The Evolution of the Healthcare CFO
The limitations facing us today during the COVID-19 pandemic require hiring managers and candidates to find new ways to get comfortable getting to “YES.” As Warren Buffet famously said, “You will never see eye-to-eye, if you don’t meet face-to-face.” Without traditional in-person interviews and social interactions, both the hiring manager and the candidate in a recruiting process need reassurance that there is alignment beyond just skill set and experience. As a retained executive search firm, we are seeing increasingly innovative ways to overcome these significant obstacles.
Whether you are a candidate or an employer, you need to think creatively to put your best foot forward. For companies, invite candidates to a virtual office tour and meet team members along the way. Invite them to observe a company meeting remotely. Let them speak to your clients. For candidates, make sure you provide your potential employer with more than just your resume. Send examples of your work — presentations you have done, videos of public speaking, etc. — anything that can provide a deeper insight into your strengths.
While everyone is conducting virtual interviews via Zoom and other platforms, how can you create opportunities for social interaction beyond the interview? What helps answer the question, “Are we compatible?” Some of our clients are getting creative by hosting virtual drinks or dinner so that they can have a more casual and personal meeting with candidates. This is really a social opportunity rather than an interview that will help gauge personal chemistry, culture, and values.
Many of us have taken personality assessments like Myers-Briggs to better understand our working styles, but there are other tests that are far more actionable and predictive when considering the right “fit.” Many of our clients use these kinds of assessments that focus on the candidate’s “fit for the job” by assessing personality and thinking styles, and comparing them to everyone else at the company-specific level. These tests now have the ability to analyze an individual’s EQ and interpersonal strengths, and how that matches with the rest of the team. While many progressive employers have already adopted some type of personality assessment as a key component of their candidate evaluation, in this environment every employer should consider utilizing these more advanced capabilities to get better insights that we normally attain through in-person meetings.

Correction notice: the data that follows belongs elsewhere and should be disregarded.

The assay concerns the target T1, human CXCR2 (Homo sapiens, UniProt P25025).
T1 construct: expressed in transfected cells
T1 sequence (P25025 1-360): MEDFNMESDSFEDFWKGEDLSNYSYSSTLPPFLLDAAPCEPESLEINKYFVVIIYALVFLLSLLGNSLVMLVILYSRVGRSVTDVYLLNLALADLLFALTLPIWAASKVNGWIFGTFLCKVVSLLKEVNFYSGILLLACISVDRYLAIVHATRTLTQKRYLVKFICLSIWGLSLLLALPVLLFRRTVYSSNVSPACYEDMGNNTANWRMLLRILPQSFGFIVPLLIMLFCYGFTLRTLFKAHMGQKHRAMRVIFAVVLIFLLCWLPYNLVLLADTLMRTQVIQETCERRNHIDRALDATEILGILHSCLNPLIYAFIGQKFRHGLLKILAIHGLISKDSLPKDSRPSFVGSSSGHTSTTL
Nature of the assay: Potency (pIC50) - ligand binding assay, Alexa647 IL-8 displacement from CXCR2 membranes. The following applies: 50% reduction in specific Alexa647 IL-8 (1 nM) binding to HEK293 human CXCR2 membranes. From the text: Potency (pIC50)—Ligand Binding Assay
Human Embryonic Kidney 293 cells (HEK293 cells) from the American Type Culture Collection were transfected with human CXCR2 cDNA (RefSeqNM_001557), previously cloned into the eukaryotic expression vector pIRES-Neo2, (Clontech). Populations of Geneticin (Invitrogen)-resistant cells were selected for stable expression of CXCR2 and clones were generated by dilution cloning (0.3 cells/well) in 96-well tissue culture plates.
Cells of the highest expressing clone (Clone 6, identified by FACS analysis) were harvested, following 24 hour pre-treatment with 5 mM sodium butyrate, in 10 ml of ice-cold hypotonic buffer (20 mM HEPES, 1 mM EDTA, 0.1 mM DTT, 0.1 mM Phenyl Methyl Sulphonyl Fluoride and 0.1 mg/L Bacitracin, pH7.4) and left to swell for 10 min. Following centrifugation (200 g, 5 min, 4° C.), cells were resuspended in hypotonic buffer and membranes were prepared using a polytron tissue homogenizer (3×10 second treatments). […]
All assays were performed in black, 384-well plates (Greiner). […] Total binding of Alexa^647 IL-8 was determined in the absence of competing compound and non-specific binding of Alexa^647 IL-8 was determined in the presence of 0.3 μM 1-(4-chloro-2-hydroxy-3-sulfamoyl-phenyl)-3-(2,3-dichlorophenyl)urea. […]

Additionally, we are seeing candidates for the same reasons show interest in doing the same for their potential supervisors. The insights generated from these personality assessments can create a healthy medium for continued dialogue at offer stage between the hiring manager and candidate so both parties feel comfortable enough to say “Yes.”
While personality testing is one way to validate your feelings about someone based on a purely remote dialogue, reference checks can play a similar role. While it is standard for a candidate’s offer to be contingent upon reference checks, what if the decision is also contingent upon the hiring manager providing references? As unusual as this may seem, this approach can provide a strong degree of validation that the candidate needs.
For the employer, consider thoughtfully expanding your reference questions to include more about what makes a candidate “tick” versus skill sets and results alone. You may also want to conduct the reference checks personally to get the most out of the conversation.
While personality testing and reference checks can mitigate risk, most would prefer to meet in-person to ultimately feel 100% about their decision. We are seeing more offer letters contingent upon meeting in-person, giving both parties an “opt out” if there is a surprise. Naturally, at the offer letter stage, the likelihood of a surprise should be minimal, but legal language like this can give both parties the confidence needed in moving forward during these uncertain times.
During any crisis, creativity helps us all figure out ways to accomplish our goals. Our sense is that some of these new approaches may extend beyond COVID-19 and become the new norm. Either way, today these innovative approaches help hiring managers and candidates minimize the risk that there will be a surprise when they finally meet in person, perhaps after they already said, “Yes.”